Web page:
protected." Hill was pronounced dead at 6:08 p.m., Gov. Jeb Bush's office said.
Death penalty opponents and others had urged Bush to halt the execution, some
of them warning Hill's death would make him a martyr and unleash more vio-
lence against abortion clinics. The governor said he would not be "bullied" into
stopping the execution.
IRS centers provide faulty information
IRS centers established to help people prepare their tax returns gave incorrect
answers - or no answer at all - to 43 percent of the questions asked by Treasury
Department investigators posing as taxpayers. The investigators concluded that
half a million taxpayers may have been given wrong information between July and
December 2002. Service varied widely by state, with some of the best in the
Northeast and some of the worst in the Midwest and Plains. Auditors were given
correct answers to 57 percent of their tax law questions during the course of the
study. Less than half, or 45 percent, of the questions were answered correctly and
completely. In 12 percent of the cases, the answer was correct but incomplete.
Internal Revenue Service employees gave wrong answers to 28 percent of the
questions. Twelve percent went unanswered, as taxpayers were told to do their own
research in IRS publications. In 3 percent of the attempts to get questions
answered, the auditor could not get any service at the center. The IRS disputed the
results. Using the raw numbers gathered by Treasury investigators, the IRS recal-
culated the error rate and ignored any instance when a taxpayer was denied serv-
ice or told to do his own research.

Viruses disrupt power-
plant PC systems
Government regulators are warning
nuclear plant operators about com-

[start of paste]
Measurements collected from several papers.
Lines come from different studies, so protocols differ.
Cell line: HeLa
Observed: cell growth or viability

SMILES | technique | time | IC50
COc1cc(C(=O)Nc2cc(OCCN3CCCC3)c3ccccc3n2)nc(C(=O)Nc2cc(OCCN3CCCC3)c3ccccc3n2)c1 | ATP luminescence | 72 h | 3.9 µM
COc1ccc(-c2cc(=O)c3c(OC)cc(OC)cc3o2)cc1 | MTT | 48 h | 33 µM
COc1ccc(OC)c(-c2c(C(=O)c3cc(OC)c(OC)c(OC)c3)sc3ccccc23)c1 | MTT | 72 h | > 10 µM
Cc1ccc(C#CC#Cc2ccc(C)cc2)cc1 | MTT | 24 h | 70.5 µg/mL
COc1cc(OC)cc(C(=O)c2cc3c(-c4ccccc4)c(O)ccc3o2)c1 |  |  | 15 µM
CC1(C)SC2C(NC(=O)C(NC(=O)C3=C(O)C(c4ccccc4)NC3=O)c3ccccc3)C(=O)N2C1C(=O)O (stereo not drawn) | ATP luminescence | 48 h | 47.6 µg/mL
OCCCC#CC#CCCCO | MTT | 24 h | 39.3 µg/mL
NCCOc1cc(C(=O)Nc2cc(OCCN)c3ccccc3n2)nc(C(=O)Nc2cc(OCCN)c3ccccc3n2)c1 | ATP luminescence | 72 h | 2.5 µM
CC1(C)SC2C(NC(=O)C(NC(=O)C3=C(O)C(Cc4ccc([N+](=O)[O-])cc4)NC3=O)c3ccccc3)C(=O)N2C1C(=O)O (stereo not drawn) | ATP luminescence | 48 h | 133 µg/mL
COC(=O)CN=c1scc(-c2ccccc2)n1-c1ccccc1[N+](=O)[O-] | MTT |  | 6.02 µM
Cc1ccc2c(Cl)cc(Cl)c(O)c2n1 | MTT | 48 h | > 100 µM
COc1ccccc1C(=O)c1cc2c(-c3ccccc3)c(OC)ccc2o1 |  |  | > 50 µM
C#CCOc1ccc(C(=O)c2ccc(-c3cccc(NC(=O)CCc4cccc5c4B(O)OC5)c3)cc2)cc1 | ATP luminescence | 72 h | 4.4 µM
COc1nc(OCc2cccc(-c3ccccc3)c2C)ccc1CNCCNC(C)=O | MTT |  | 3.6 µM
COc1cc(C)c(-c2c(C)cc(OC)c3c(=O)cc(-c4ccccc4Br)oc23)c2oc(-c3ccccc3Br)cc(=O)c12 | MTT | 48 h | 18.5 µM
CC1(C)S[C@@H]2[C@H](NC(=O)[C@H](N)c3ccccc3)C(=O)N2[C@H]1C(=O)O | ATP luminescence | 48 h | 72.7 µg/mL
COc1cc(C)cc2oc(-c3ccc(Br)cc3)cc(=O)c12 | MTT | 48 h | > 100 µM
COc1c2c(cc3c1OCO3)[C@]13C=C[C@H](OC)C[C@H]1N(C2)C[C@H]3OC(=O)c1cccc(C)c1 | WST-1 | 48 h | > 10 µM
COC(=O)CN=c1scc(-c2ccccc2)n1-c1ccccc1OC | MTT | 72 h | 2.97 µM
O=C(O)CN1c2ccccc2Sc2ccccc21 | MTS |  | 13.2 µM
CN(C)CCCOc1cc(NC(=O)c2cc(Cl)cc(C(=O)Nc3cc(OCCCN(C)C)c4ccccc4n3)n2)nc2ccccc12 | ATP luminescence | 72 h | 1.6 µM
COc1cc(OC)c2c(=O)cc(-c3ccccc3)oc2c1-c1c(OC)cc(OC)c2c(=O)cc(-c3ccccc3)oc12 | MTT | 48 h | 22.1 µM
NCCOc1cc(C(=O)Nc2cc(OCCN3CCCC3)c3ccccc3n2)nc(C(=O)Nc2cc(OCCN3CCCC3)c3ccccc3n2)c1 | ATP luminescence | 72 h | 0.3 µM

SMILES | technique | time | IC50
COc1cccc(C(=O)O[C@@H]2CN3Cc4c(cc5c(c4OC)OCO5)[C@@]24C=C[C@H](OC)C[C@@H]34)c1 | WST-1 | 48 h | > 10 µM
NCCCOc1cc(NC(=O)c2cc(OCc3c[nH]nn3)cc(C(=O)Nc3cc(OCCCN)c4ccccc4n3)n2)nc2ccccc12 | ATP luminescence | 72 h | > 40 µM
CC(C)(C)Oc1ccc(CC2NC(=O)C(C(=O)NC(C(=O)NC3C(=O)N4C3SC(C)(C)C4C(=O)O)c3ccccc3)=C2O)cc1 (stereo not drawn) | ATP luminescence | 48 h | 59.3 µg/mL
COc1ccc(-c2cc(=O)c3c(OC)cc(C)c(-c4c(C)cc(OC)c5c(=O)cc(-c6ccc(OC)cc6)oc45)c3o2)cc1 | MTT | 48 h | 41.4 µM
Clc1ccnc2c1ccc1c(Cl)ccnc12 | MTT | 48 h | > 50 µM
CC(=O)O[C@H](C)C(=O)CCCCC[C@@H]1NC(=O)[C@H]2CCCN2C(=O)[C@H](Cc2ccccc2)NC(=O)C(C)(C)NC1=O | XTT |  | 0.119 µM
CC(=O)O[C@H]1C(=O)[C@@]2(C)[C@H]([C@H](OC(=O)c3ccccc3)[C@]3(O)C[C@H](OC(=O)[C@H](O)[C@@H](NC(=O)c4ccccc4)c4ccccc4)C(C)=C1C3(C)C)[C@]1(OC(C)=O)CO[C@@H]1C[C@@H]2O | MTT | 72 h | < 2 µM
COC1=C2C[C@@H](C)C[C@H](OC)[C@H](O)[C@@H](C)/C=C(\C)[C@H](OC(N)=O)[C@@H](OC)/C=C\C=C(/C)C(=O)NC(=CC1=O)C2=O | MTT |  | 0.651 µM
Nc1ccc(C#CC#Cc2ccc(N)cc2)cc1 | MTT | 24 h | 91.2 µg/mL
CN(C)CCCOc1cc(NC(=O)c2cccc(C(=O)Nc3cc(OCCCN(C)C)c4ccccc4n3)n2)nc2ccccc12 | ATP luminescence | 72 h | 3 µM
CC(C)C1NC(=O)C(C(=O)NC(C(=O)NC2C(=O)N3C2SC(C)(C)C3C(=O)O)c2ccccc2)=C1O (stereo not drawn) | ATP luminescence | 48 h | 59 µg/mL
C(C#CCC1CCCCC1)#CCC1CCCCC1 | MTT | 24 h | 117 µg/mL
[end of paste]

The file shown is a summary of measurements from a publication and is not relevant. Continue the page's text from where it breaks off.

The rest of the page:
puter outages caused by Internet
infections, confirming disruptions of
two important internal systems in
January at a nuclear power plant
already shut down.
The Nuclear Regulatory Commis-
sion said safety was not compro-
mised at the Davis-Besse nuclear
power plant along Lake Erie in Ohio,
partly because the plant was shut
down in February 2002 after workers
found a hole in the 6-inch-thick steel
cap covering the plant's reactor ves-
sel. The two computer systems
affected by the widespread "Slam-
mer" Internet disruption in January
are regularly used by plant operators
for monitoring pressure and tempera-
ture during accidents, but they are
not formally considered safety equip-
ment, NRC spokesman Matthew Chi-
ramal said.
Court confronts
death penalty issue
The Supreme Court is back in the
thick of the death penalty debate,
coming face to face with the effects
of its own recent rulings on who can

be executed and who decides that
The justices are confronting sev-
eral capital punishment questions:
whether juveniles should be execut-
ed, what to do about poor perform-
ances by defense lawyers and
whether juries rather than judges
should have sentenced scores of
death row inmates.
The court has dealt before with all
three subjects, but not with finality.
Some of the most dramatic recent
rulings came last year.
Some black leaders
question prison labor
Officials in struggling Williamsburg
County see the new federal prison rising
behind the pines along a lonely two-lane
highway as the answer to the high unem-
ployment level. But some black leaders
wonder whether a county that is more
than two-thirds black should tie its future
to a system that locks up so many mem-
bers of their race.
The $110 million medium-security
prison will hold about 1,150 inmates
and is scheduled to open at year's end. It
will bring more than 380 jobs, most of
them paying well more than double the
county's average personal income of
$12,794, according to the Federal
Bureau of Prisons.
- Compiled from Daily wire reports.